The online features of Dark Souls embodies many of the same ethical dimensions that characterize life in networked societies, and these dimensions offer the necessary foundation for rethinking how we approach the process of identity formation in virtual spaces. Nick Yee aptly points out how video games are often described as being immune from real-world socio-cultural biases, meaning that virtual gamespaces are seen as arenas where individuals can create any persona without being limited by the ideological baggage of lived reality (Yee, 2014). Dark Souls explicitly challenges interpretations of virtual gamespace as territories for unfettered identity creation ex nihilio; every unsolicited message in the world or invasion by another player forces us to continually recognize how our in-game existence is exposed to, and even contingent upon, the numerous others surrounding us. Rather than attempt to reinforce divisions between self and other—between the internal psychological space of personal identity and the external others we are exposed to when navigating virtual environments—these reminders of our own vulnerability demand that we embrace the contingent nature of our in-game identities and participate in the collective exposure that structures the gameplay experiences of other players. Rating messages, leaving notes of our own, or offering help via summoning signs all encourage us to underscore the ethical responsibility (that is, the ability to respond) that we share with other players, and these moments of automated, ambiguous, or indirect player-to-player interactions can help other players reflect upon their own vulnerability to individuals who exist beyond their immediate comprehension.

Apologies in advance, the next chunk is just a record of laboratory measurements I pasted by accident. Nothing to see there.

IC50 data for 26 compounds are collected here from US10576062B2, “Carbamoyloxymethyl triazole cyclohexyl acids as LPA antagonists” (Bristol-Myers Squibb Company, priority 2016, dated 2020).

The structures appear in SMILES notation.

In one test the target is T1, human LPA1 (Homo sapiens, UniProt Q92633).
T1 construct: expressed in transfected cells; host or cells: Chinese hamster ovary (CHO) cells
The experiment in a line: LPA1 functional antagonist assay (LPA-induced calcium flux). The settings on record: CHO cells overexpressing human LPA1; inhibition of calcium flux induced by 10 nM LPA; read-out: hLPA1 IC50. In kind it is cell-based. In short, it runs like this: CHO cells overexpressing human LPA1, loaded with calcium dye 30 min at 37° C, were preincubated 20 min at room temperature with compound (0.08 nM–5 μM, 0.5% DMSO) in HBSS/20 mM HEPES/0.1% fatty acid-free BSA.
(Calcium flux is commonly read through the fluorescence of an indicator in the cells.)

To clarify, I am not arguing that there is an exact one-to-one correlation between the ethical underpinnings of Dark Souls and the real-world scenarios that often occur in networked societies—a Red Phantom and spam email are most certainly not equivalent—nor am I insisting that all Dark Souls gameplay experiences must resonate with the ethical dimensions of shared virtual spaces (seeing as there is an offline mode wherein players will only see a handful of preprogrammed messages left by the game’s developers in the opening sections of the game, and are limited to interacting with NPC White Phantoms or Red Phantoms while in Human form). Instead, I am proposing that examining Dark Souls through the critical lenses offered by Brown and Levinas allows us to further understand how video games can embody, engage with, and even begin to modify the ideological paradigms surrounding their development or reception. Ultimately, Dark Souls offers a framework for rethinking how we approach ethical responsibility amid our current technological and socio-cultural circumstances without resorting to over-idealized notions of limitless identity formation in virtual spaces.